This intriguing new study looks at the ways our cognitive biases distort our views of memory–and our predictions about our own ability to remember. It explores both the ease-of-processing heuristic (which I call the fluency heuristic in On Second Thought) and the stability bias.
I made it into Vampires Daily! Now I truly can retire . . .
Here is a short excerpt from On Second Thought’s chapter on the Whodunit Heuristic that relates to conflicted emotions over killing Osama bin Laden: “Questions of justice and punishment grow out of moral heuristics. Fiery Cushman of Harvard gives this example: Two friends are drinking at a local bar all afternoon, and they drive home… Read more
Here is a terrific Op-Ed piece from yesterday’s New York Times on how demeaning hospital nurses takes a psychological toll that in turn leads to increased risk of treatment mistakes. The author, an oncology nurse named Theresa Brown, does not use the phrase “stereotype threat,” but that is in essence what she’s describing. Much of… Read more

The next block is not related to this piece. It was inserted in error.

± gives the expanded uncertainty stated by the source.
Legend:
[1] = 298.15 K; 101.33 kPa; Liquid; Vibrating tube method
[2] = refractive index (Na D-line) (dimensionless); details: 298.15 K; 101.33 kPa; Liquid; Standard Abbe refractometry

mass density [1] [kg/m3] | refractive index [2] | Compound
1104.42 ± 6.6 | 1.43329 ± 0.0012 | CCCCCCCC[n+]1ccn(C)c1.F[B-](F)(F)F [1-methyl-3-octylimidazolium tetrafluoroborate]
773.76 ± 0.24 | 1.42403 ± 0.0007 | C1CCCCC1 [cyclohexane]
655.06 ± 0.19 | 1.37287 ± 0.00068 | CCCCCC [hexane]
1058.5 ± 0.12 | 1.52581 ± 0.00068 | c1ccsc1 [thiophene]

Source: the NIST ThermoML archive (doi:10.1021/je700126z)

Here is an interesting review of On Second Thought in the journal Evolutionary Psychology. You must cut through a bit of academic jargon–the core idea is “social automaticity”–but the review offers some keen insights into the once adaptive nature of heuristics. It also points to the potential use of heuristics in forensic psychology.
CNN Health put together a health psychology offering for Moms, and kindly included a short mention of On Second Thought. Here it is. That’s my Mom in her youth.
I’ve done a fair number of interviews about On Second Thought and the general subject of irrational, heuristic thinking, but this one by Time‘s Maia Szalavitz is one of the most thorough and insightful ones. Szalavitz, a blogger for the Healthland site, even explores the connection between heuristic thinking and addiction and recovery–a subject we… Read more
The Mimicry Heuristic is our deep-wired tendency to make decisions and judgments based on strong connections–psychological and physiological–with others. Some of these decisions may be advantageous, and others dangerous–but there is no question that we do not operate as completely free agents in the world. Here is some fascinating new evidence, reported in today’s New… Read more